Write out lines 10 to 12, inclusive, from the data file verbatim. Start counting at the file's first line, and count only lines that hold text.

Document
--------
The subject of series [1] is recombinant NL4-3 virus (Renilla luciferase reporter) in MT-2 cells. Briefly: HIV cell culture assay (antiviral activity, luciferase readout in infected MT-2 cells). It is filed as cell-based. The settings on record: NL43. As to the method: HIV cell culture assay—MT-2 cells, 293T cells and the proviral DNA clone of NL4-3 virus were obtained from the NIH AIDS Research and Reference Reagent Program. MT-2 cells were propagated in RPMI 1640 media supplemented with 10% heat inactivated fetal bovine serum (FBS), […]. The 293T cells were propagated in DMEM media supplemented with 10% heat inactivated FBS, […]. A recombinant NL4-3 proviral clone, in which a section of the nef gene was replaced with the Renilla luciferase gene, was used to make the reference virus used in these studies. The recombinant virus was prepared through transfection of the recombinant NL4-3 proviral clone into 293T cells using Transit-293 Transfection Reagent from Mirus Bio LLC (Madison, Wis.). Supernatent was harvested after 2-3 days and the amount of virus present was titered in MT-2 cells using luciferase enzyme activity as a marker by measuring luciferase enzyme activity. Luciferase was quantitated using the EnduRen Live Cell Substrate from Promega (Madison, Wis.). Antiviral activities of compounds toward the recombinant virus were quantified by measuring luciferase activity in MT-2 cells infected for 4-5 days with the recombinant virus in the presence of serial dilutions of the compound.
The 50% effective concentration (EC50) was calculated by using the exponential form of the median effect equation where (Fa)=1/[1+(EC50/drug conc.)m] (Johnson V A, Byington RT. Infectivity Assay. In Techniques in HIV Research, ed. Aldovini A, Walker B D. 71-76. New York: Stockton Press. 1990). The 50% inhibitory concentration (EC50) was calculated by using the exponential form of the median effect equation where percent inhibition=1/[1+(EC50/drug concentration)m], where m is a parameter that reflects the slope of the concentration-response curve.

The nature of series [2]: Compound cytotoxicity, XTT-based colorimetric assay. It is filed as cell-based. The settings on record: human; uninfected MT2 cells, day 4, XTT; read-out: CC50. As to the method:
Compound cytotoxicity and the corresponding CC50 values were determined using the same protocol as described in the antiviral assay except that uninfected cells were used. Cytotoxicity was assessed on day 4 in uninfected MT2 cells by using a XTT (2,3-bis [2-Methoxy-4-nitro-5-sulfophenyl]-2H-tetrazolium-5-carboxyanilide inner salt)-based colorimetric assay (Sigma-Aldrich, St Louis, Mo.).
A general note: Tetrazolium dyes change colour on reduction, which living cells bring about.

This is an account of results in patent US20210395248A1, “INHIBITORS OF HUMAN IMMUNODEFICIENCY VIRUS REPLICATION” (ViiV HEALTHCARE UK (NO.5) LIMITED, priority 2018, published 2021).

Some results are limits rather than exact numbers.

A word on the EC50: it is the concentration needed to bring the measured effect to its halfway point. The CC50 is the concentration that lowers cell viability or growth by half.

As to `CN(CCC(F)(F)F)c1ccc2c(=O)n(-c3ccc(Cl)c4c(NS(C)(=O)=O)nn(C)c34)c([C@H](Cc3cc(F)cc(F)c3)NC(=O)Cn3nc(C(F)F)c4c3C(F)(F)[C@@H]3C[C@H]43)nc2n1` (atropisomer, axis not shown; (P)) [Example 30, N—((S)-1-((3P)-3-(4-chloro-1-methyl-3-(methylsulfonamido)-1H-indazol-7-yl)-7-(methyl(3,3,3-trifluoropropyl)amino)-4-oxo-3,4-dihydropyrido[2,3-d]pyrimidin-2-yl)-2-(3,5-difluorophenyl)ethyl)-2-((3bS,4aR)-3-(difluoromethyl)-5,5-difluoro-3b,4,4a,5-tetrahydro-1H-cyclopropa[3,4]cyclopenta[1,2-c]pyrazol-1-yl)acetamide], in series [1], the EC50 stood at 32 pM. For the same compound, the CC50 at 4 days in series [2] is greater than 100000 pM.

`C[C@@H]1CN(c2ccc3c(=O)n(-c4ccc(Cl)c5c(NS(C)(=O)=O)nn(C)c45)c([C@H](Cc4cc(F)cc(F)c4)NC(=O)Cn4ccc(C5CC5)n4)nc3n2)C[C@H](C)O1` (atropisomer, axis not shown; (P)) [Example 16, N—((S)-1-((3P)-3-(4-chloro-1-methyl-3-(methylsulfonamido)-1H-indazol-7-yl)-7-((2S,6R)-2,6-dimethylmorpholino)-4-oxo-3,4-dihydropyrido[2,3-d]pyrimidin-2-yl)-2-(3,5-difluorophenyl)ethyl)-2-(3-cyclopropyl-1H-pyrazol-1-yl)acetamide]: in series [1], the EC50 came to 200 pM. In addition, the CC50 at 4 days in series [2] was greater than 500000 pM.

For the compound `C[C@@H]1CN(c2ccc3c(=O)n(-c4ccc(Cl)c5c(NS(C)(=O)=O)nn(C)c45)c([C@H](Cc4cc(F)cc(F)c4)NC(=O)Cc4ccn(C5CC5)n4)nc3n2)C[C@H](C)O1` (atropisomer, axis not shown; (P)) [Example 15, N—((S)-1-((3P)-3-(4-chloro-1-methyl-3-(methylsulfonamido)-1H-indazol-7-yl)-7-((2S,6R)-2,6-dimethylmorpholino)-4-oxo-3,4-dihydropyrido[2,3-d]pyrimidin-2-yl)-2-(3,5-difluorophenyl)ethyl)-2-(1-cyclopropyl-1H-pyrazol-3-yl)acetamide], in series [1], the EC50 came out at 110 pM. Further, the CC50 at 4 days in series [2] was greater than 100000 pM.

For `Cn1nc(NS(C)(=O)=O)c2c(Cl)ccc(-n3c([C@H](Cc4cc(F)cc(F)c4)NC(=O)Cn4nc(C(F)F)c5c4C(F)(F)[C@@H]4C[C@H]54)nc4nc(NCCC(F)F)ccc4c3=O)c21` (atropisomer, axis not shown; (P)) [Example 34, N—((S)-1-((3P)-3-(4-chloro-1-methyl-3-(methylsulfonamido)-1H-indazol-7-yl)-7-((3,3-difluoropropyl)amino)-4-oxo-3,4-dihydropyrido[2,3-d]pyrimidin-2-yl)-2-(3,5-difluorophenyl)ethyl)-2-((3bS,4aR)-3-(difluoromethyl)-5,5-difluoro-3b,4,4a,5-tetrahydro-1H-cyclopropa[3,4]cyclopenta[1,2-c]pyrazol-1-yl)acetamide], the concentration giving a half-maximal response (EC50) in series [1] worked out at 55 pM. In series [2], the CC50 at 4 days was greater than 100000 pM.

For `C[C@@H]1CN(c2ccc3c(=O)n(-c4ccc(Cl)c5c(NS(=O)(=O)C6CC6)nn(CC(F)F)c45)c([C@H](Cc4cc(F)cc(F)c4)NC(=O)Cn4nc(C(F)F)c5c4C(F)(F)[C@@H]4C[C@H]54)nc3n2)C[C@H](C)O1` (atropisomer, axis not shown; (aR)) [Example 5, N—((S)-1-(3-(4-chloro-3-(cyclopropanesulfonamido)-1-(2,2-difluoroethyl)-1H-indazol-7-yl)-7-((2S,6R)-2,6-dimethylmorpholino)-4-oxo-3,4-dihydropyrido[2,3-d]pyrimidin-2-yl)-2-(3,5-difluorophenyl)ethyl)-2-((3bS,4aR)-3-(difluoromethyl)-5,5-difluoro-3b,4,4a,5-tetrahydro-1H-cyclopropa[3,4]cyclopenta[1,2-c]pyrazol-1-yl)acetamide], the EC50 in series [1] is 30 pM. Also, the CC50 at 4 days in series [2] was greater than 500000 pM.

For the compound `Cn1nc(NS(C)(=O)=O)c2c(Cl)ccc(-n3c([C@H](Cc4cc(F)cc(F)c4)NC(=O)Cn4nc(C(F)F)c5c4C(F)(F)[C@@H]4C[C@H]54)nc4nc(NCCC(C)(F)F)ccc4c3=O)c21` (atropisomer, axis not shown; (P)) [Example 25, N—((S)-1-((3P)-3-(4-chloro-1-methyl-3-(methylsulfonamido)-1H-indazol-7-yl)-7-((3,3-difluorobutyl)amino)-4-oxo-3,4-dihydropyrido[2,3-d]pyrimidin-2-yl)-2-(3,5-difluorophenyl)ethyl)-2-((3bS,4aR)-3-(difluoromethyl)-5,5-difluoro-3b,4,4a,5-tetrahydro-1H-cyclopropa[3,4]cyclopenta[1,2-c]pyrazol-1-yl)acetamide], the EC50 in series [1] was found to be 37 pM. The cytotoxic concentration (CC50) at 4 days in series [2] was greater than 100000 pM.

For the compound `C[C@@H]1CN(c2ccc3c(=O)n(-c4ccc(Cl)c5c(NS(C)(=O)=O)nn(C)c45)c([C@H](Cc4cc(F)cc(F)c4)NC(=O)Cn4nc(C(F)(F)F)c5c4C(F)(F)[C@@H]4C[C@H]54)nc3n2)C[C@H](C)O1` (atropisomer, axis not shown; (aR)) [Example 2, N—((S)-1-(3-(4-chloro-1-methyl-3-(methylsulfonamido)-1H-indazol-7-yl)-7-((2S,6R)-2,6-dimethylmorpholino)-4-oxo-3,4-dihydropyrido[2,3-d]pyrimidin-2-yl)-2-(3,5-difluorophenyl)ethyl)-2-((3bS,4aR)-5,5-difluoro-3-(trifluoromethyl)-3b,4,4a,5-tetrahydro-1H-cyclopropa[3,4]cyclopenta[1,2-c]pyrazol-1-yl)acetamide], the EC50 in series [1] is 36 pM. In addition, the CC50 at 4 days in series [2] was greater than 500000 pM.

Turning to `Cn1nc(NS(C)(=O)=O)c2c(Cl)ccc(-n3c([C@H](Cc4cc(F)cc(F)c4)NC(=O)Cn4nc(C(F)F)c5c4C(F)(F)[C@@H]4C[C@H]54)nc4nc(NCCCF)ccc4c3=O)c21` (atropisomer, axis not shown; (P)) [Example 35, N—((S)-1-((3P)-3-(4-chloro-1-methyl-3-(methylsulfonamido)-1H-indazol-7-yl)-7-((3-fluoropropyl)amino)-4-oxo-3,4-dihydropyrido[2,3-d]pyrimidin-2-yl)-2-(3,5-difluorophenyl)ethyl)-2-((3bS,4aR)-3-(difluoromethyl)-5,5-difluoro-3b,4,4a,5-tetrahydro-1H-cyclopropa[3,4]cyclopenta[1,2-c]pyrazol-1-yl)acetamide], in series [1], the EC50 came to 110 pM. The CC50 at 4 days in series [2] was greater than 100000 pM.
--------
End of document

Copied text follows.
`C[C@@H]1CN(c2ccc3c(=O)n(-c4ccc(Cl)c5c(NS(C)(=O)=O)nn(C)c45)c([C@H](Cc4cc(F)cc(F)c4)NC(=O)Cn4ccc(C5CC5)n4)nc3n2)C[C@H](C)O1` (atropisomer, axis not shown; (P)) [Example 16, N—((S)-1-((3P)-3-(4-chloro-1-methyl-3-(methylsulfonamido)-1H-indazol-7-yl)-7-((2S,6R)-2,6-dimethylmorpholino)-4-oxo-3,4-dihydropyrido[2,3-d]pyrimidin-2-yl)-2-(3,5-difluorophenyl)ethyl)-2-(3-cyclopropyl-1H-pyrazol-1-yl)acetamide]: in series [1], the EC50 came to 200 pM. In addition, the CC50 at 4 days in series [2] was greater than 500000 pM.

For the compound `C[C@@H]1CN(c2ccc3c(=O)n(-c4ccc(Cl)c5c(NS(C)(=O)=O)nn(C)c45)c([C@H](Cc4cc(F)cc(F)c4)NC(=O)Cc4ccn(C5CC5)n4)nc3n2)C[C@H](C)O1` (atropisomer, axis not shown; (P)) [Example 15, N—((S)-1-((3P)-3-(4-chloro-1-methyl-3-(methylsulfonamido)-1H-indazol-7-yl)-7-((2S,6R)-2,6-dimethylmorpholino)-4-oxo-3,4-dihydropyrido[2,3-d]pyrimidin-2-yl)-2-(3,5-difluorophenyl)ethyl)-2-(1-cyclopropyl-1H-pyrazol-3-yl)acetamide], in series [1], the EC50 came out at 110 pM. Further, the CC50 at 4 days in series [2] was greater than 100000 pM.

For `Cn1nc(NS(C)(=O)=O)c2c(Cl)ccc(-n3c([C@H](Cc4cc(F)cc(F)c4)NC(=O)Cn4nc(C(F)F)c5c4C(F)(F)[C@@H]4C[C@H]54)nc4nc(NCCC(F)F)ccc4c3=O)c21` (atropisomer, axis not shown; (P)) [Example 34, N—((S)-1-((3P)-3-(4-chloro-1-methyl-3-(methylsulfonamido)-1H-indazol-7-yl)-7-((3,3-difluoropropyl)amino)-4-oxo-3,4-dihydropyrido[2,3-d]pyrimidin-2-yl)-2-(3,5-difluorophenyl)ethyl)-2-((3bS,4aR)-3-(difluoromethyl)-5,5-difluoro-3b,4,4a,5-tetrahydro-1H-cyclopropa[3,4]cyclopenta[1,2-c]pyrazol-1-yl)acetamide], the concentration giving a half-maximal response (EC50) in series [1] worked out at 55 pM. In series [2], the CC50 at 4 days was greater than 100000 pM.